Geospatial Technician

Job Description:

Geospatial technicians collect data to create maps, update satellite navigation systems and plan construction projects.

Job Category:
Environmental Industry

What you will do:

On a typical day you may:

  • add geographic data and satellite imagery to a management system
  • use specialist equipment like advanced GPS, laser scanners and drones
  • gather visual information like aerial photos, geological surveys and satellite images
  • work closely with customers, engineers and project teams
  • provide technical GIS reports or drawings to help with business decisions
  • identify and correct errors on maps and design drawings


You’ll need:

  • knowledge of geography
  • maths knowledge
  • complex problem-solving skills
  • design skills and knowledge
  • to have a thorough understanding of computer systems and applications

As well as:

  • analytical thinking skills
  • the ability to use your initiative (ambition)
  • to be thorough and pay attention to detail (organisational skills)
  • excellent verbal communication skills
Illustration of employee looking at workspace

Entry Requirements:

To become a Geospatial Technician, you’ll need a strong foundation in geography, geospatial technology, and related skills. While there are no specific subjects required for this career, the following subjects and skills can provide a solid foundation for pursuing a career in geospatial technology:

  1. Mathematics: Strong mathematical skills are crucial for working with spatial data, performing calculations, and understanding geographic concepts.
  2. Geography: geography coursework can provide you with a fundamental understanding of geographic principles, maps, and spatial analysis.
  3. Information Technology (IT): Proficiency in IT skills, including computer programming, data management, and familiarity with Geographic Information Systems (GIS) software, is essential for a Geospatial Technician.
  4. Science: Basic knowledge of earth sciences and environmental science can be beneficial, as geospatial technology often involves analyzing geospatial data related to natural processes and environmental changes.
  5. Physics: Some aspects of geospatial technology, particularly remote sensing and GPS technology, may require an understanding of physics principles.
  6. English: Effective communication skills, both written and verbal, are important for documenting findings and presenting geospatial data.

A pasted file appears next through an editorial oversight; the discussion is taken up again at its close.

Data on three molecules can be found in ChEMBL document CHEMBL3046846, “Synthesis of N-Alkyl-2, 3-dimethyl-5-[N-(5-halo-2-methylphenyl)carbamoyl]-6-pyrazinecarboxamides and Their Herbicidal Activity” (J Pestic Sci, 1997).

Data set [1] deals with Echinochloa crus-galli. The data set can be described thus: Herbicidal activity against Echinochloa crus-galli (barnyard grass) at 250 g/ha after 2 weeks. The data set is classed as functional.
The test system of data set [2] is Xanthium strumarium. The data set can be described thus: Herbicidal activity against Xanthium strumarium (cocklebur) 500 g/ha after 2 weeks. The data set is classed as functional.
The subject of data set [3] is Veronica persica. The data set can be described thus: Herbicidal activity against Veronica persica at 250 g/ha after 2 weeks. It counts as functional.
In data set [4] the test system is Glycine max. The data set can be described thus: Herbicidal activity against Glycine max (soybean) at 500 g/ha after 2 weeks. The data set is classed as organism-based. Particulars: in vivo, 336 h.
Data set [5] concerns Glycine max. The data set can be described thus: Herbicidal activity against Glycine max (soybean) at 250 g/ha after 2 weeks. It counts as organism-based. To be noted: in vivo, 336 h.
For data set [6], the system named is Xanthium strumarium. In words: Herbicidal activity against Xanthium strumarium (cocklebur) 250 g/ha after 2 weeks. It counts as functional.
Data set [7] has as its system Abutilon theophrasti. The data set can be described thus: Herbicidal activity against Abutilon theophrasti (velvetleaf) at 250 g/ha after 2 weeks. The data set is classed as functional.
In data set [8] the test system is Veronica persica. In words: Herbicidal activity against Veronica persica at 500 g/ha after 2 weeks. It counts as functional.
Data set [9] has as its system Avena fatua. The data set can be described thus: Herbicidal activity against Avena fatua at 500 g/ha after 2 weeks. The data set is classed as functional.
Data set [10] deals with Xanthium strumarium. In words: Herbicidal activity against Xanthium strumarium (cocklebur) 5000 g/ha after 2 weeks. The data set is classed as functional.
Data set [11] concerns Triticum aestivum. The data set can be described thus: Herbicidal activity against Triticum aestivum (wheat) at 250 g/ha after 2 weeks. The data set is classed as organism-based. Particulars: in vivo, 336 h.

Post School

You can get into this job through:

  • a university course
  • a college course
  • an apprenticeship
  • a graduate training scheme
  • the armed forces


You could do a degree in:

  • geography
  • surveying and mapping
  • geographic information science
  • Earth sciences
  • computer science


You can take a college course to learn some of the skills needed for the job, which may help when applying for a trainee position. In the UK, for example, relevant courses include:

  • Diploma in Engineering Surveying
  • Diploma in Civil Engineering for Technicians
  • Level in Design, Surveying and Planning for Construction


You can work towards this role through a geospatial survey technician advanced apprenticeship or a geospatial mapping and science specialist degree apprenticeship.

Other Routes

You can apply for a graduate training scheme with a geospatial data company if you have a degree.

You can also work towards this role through the armed forces.

Career tips

Many geospatial technicians use specialist software. You could build up your skills and knowledge through free online learning resources.

Working Hours and Environment:

A typical week consists of 37-40 hours of work. You could be required to work 9am to 5pm.

You could work in an office or visit sites.

Career Path & Progression:

You can specialise in areas like agriculture, mining, healthcare, urban planning or military intelligence.

After 3 to 5 years’ experience, you can become a GIS analyst or geographic information officer.